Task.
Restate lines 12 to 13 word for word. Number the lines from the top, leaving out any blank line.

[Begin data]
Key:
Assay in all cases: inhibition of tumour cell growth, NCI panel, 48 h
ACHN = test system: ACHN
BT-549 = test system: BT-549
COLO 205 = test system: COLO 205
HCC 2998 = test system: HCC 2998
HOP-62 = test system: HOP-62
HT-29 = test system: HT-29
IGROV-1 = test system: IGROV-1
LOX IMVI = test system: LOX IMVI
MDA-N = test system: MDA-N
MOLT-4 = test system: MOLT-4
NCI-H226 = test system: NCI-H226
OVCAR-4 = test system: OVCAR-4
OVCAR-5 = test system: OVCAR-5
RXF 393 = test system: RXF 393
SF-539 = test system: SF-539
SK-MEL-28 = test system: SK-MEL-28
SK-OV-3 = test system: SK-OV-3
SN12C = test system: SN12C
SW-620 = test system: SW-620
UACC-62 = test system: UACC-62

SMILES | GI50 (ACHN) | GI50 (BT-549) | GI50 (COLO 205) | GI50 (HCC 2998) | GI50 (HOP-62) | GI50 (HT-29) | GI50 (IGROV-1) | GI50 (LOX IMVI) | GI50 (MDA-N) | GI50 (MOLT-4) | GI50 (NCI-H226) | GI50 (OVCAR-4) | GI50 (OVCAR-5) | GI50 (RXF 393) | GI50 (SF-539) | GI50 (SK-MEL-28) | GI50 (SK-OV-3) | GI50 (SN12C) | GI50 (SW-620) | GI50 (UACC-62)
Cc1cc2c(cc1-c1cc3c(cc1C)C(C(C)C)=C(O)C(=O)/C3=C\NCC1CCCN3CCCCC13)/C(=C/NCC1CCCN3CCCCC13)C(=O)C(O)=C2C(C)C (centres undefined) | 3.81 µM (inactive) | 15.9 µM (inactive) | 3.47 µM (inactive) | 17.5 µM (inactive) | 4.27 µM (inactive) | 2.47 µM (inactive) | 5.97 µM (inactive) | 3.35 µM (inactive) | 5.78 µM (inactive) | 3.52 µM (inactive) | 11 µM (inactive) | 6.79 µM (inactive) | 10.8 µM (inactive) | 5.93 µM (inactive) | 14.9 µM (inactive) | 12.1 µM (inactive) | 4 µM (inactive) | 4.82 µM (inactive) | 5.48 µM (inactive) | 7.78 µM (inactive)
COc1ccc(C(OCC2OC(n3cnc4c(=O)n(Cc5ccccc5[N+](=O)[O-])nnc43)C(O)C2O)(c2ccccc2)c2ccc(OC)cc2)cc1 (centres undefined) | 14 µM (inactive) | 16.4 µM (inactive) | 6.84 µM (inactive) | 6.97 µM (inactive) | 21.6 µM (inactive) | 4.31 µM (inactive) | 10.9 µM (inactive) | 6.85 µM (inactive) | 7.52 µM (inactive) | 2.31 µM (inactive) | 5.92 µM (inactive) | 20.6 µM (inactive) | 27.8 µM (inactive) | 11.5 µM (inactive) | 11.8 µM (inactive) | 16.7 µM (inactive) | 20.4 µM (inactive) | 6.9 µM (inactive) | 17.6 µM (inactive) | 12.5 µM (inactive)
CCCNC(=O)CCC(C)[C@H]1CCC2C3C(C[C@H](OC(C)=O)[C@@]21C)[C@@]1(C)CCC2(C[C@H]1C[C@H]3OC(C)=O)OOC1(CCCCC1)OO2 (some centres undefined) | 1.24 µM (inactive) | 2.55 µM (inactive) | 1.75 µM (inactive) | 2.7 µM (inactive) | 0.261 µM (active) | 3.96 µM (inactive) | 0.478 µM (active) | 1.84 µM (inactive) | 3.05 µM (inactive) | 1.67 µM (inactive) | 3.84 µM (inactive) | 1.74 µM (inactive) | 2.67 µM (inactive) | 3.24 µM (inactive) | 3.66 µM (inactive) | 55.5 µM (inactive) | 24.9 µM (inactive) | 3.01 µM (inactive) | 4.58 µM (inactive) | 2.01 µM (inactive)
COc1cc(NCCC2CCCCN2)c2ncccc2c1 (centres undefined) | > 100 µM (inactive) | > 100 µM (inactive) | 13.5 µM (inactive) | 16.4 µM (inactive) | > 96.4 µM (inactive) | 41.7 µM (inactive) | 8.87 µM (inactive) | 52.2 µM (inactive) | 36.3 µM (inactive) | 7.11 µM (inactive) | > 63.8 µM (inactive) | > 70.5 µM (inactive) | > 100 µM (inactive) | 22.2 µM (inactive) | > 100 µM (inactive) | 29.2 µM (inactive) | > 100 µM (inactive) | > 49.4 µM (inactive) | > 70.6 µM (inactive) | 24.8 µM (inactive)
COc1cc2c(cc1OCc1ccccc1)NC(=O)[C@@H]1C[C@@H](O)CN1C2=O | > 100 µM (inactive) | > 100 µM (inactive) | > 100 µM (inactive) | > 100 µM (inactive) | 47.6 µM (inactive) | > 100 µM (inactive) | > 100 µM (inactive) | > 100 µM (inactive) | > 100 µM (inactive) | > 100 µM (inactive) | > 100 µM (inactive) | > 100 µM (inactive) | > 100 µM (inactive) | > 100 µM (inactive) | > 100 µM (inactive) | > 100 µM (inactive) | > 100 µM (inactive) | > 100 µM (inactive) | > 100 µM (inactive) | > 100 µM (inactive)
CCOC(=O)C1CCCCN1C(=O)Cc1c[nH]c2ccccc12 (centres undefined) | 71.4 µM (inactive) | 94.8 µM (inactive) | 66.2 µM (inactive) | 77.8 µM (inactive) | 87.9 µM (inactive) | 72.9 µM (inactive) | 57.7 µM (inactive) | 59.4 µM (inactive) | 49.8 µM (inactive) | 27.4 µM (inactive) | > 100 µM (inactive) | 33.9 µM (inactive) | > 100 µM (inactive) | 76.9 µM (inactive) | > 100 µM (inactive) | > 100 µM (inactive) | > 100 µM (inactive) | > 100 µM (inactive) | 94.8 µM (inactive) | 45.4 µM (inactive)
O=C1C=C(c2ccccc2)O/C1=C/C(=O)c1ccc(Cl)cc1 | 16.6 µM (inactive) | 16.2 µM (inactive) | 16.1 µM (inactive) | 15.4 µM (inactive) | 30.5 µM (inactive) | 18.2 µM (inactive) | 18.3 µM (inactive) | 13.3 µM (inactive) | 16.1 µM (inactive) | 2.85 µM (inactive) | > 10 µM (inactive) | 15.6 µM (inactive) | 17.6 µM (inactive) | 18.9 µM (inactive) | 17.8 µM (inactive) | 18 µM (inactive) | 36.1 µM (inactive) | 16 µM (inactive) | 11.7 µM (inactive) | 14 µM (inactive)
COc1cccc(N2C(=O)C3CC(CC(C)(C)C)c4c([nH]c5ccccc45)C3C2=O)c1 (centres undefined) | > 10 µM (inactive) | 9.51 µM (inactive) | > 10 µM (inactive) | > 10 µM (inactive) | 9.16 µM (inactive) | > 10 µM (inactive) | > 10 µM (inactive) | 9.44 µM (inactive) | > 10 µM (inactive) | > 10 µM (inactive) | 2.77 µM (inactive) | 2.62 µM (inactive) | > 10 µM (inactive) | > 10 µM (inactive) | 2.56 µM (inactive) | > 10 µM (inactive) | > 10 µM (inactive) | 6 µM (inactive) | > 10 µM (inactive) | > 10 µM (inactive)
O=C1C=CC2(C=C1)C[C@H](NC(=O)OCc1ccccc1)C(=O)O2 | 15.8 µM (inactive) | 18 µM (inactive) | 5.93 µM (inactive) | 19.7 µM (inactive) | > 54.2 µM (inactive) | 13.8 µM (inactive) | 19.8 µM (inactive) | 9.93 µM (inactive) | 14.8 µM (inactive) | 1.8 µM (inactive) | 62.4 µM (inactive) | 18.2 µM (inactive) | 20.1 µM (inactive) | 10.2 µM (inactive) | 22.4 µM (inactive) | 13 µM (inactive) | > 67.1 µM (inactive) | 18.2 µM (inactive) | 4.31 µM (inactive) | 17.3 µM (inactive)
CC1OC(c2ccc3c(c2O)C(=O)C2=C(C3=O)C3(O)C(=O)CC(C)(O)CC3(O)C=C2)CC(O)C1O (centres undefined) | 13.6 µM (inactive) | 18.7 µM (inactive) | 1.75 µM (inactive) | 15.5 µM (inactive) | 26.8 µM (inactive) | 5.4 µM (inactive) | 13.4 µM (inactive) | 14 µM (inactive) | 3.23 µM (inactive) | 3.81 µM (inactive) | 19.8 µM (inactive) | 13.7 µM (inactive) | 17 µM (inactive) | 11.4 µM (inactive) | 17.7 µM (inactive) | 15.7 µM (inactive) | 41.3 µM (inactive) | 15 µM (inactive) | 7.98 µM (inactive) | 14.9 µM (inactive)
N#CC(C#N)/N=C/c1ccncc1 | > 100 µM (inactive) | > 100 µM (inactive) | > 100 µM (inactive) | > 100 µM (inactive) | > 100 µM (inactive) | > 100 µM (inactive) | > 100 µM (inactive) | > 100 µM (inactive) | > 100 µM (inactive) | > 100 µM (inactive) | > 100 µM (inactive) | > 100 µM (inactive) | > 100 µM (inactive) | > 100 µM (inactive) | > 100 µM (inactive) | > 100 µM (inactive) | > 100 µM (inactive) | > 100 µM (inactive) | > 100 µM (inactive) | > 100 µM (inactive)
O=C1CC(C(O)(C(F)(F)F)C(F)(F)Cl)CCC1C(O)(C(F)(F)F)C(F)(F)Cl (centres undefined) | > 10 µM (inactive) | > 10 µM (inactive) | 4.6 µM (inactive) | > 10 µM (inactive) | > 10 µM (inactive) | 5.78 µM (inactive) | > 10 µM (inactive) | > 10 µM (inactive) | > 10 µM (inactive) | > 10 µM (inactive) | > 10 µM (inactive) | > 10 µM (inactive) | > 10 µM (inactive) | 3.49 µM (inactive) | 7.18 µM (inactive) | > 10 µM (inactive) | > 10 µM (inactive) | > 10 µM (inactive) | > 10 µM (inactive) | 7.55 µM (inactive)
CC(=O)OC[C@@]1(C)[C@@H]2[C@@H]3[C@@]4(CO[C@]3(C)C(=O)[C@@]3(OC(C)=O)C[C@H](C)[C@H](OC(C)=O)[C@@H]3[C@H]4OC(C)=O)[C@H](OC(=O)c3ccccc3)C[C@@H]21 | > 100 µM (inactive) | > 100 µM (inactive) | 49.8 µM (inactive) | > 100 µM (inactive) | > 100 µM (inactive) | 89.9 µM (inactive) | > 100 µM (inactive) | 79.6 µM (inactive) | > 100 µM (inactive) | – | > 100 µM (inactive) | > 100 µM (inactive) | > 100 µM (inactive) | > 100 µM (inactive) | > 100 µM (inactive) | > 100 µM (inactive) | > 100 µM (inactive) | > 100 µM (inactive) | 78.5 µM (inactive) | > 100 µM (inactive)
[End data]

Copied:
MOLT-4 = test system: MOLT-4
NCI-H226 = test system: NCI-H226